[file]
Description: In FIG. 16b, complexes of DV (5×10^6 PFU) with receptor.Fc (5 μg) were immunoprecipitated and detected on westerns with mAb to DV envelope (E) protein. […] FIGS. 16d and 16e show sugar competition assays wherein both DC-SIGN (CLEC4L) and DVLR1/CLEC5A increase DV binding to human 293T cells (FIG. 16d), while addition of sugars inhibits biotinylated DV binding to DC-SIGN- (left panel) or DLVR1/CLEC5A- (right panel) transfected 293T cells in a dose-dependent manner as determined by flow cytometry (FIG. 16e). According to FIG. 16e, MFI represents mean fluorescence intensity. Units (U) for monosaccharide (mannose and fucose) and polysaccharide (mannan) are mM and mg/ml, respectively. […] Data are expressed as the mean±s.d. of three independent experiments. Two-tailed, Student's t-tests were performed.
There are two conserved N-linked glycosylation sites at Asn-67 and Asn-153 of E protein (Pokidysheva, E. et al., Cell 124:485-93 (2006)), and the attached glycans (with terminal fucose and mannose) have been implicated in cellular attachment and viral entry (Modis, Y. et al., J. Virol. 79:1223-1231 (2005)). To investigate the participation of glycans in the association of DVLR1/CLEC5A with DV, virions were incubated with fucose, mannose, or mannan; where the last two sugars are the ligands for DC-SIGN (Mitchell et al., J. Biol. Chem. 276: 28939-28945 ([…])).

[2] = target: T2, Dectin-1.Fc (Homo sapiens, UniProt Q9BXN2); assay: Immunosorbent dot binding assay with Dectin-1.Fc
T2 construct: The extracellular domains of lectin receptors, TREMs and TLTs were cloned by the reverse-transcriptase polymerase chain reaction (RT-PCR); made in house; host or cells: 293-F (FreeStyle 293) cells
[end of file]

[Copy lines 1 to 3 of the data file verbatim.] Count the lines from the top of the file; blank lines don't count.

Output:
Description: In FIG. 16b, complexes of DV (5×10^6 PFU) with receptor.Fc (5 μg) were immunoprecipitated and detected on westerns with mAb to DV envelope (E) protein. […] FIGS. 16d and 16e show sugar competition assays wherein both DC-SIGN (CLEC4L) and DVLR1/CLEC5A increase DV binding to human 293T cells (FIG. 16d), while addition of sugars inhibits biotinylated DV binding to DC-SIGN- (left panel) or DLVR1/CLEC5A- (right panel) transfected 293T cells in a dose-dependent manner as determined by flow cytometry (FIG. 16e). According to FIG. 16e, MFI represents mean fluorescence intensity. Units (U) for monosaccharide (mannose and fucose) and polysaccharide (mannan) are mM and mg/ml, respectively. […] Data are expressed as the mean±s.d. of three independent experiments. Two-tailed, Student's t-tests were performed.
There are two conserved N-linked glycosylation sites at Asn-67 and Asn-153 of E protein (Pokidysheva, E. et al., Cell 124:485-93 (2006)), and the attached glycans (with terminal fucose and mannose) have been implicated in cellular attachment and viral entry (Modis, Y. et al., J. Virol. 79:1223-1231 (2005)). To investigate the participation of glycans in the association of DVLR1/CLEC5A with DV, virions were incubated with fucose, mannose, or mannan; where the last two sugars are the ligands for DC-SIGN (Mitchell et al., J. Biol. Chem. 276: 28939-28945 ([…])).

[2] = target: T2, Dectin-1.Fc (Homo sapiens, UniProt Q9BXN2); assay: Immunosorbent dot binding assay with Dectin-1.Fc